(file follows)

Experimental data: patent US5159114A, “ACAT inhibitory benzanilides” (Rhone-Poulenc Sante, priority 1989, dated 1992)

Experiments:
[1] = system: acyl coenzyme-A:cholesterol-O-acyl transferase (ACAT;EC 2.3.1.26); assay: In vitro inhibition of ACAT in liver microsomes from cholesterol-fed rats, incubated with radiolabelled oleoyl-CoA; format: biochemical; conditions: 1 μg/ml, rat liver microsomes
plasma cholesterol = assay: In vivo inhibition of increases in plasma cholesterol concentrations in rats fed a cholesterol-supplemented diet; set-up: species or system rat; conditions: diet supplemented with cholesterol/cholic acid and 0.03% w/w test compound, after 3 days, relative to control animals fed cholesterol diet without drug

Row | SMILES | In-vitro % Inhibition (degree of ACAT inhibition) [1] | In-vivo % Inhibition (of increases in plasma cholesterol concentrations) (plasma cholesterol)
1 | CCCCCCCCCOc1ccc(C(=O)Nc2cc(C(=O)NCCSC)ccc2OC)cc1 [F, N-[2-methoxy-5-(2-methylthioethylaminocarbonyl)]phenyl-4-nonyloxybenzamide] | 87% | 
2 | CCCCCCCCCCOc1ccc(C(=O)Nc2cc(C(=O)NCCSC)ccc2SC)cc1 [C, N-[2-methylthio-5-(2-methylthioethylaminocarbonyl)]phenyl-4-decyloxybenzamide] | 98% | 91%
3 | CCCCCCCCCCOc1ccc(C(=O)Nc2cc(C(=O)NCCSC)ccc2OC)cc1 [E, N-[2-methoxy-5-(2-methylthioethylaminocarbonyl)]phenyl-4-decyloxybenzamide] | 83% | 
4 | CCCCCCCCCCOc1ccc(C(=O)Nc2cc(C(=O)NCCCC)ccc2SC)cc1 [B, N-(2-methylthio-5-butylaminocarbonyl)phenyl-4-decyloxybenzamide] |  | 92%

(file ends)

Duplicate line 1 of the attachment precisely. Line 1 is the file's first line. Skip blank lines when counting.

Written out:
Experimental data: patent US5159114A, “ACAT inhibitory benzanilides” (Rhone-Poulenc Sante, priority 1989, dated 1992)